February 29, 2024

3 Reasons Your Water Heater is Leaking and Could Burst

A home water heater leaks from the bottom.

A burst or leaky water heater is one of the top sources of residential water damage. Not only can issues with your water heater ruin areas of your home, but they can be expensive to fix too. 

By knowing and identifying the causes of a leaking or burst water heater, you’ll be able prevent these potential problems in the first place. Whenever you have questions about your water heater, you can always call the friendly team at Applewood. We’ve been keeping Colorado homes safe, dry and in hot water for decades. Call us today!

Why is My Hot Water Heater Leaking?

Don’t let small issues with your water heater become worse. It may be rare, but it’s entirely possible to see a poorly maintained water heater burst. If you observe any of the following signs that your water heater is going out or might explode, have a licensed professional make the necessary repairs right away. 

1. Water Heater Sediment Build-up 

If your water heater is making a popping or knocking noise, it may be due to sediment build-up. Over time, sediment—the minerals in water, especially in hard water—will create a layer at the bottom of your water heater tank. This sediment blocks the water from the burner, forcing the burner to run longer to heat your water. This could deteriorate your tank faster, cause overheating, clog your water heater’s drain and lead to your hot water tank leaking from the bottom.

The solution: 

This problem can be prevented by flushing and draining your home’s water heater tank once a year. This removes sediment that builds up and allows the technician to assess the state of your water heater and improve its longevity.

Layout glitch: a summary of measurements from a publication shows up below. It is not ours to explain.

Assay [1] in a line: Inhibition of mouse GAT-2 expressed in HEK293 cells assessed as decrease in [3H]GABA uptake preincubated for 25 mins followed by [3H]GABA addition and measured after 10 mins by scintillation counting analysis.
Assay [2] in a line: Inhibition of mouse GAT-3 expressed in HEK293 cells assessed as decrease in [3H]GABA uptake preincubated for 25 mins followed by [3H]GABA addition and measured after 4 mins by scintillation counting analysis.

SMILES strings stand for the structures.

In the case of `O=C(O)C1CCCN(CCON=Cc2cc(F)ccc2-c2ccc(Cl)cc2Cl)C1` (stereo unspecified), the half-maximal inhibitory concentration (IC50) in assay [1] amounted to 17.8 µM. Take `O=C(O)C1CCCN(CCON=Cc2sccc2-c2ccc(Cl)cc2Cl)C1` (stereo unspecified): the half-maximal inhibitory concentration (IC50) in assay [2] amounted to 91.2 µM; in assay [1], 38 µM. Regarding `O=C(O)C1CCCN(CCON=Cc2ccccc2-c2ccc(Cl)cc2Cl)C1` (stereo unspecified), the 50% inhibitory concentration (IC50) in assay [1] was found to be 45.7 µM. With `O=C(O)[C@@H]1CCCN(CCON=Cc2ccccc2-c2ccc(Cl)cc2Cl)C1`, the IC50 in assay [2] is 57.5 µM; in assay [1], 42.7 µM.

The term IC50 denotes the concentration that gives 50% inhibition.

2. Water Heater Corrosion and Rust

Rust and corrosion can affect hot water heaters in different ways. If you notice corrosion on your water heater connections – the pipes or valves – it may be time to have those components replaced. Your hot water heater leaking from the top or leaking from the thermostat are other signs that you may have corrosion issues with the water lines or components.

If your hot tap water is a brown, rusty color, you may be dealing with rust inside your water heater’s tank. Your water heater is made of steel and will rust over time. This is why your water has something called an anode rod inside of it. This 3-5 foot rod draws the corrosive elements that cause rust away from your tank and corrodes in its place. So, once the rod deteriorates, your water heater is next. 

The solution: 

To prevent this problem, inspect the anode rod at least once every two years. You’ll probably need to change the anode rod every 4-5 years (or sooner if you have a water softener) to extend your water heater’s life. 

3. Excessive Internal Pressure 

If too much pressure builds in your water heater tank, it will eventually spring a leak or even burst. What causes too much pressure in a hot water heater? Excessive heat. Water expands as it heats up. If your water becomes too hot for your heater to handle, it could cause more pressure to build up than your tank can handle.

 Luckily, your water heater’s tank has something called a T&P (temperature and pressure) relief valve. The T&P relief valve is in place to release water when the pressure increases beyond a safe level. However, even with the valve, the extra pressure can put undue stress on the tank over the years. 

Test your valve periodically to ensure it’s working properly. Place a bucket underneath the drainage pipe and lift up gently on the valve handle. Water should come out. If your pressure relief valve isn’t working or if you notice corrosion on it, call a plumber and have your valve replaced.  If you ever notice water pouring out of the pressure relief valve, call a professional plumber immediately

The solution: 

Set the temperature of your water heater between 120-125° F. Any higher than that and you will increase the pressure in the tank and increase the chances of someone in your home getting scalded. 

A licensed plumber checks the settings on a water heater.

Leaky Hot Water Heater Repair in Denver and Boulder

What happens when a water heater bursts? The results aren’t pretty. If you notice strange noises, a hot water tank leaking from the top or bottom, discolored water or other red flags, Schedule an appointment with Applewood today! Get the peace of mind that comes with having a licensed professional assure your water heater’s integrity.

Call  303-328-3060

Schedule Now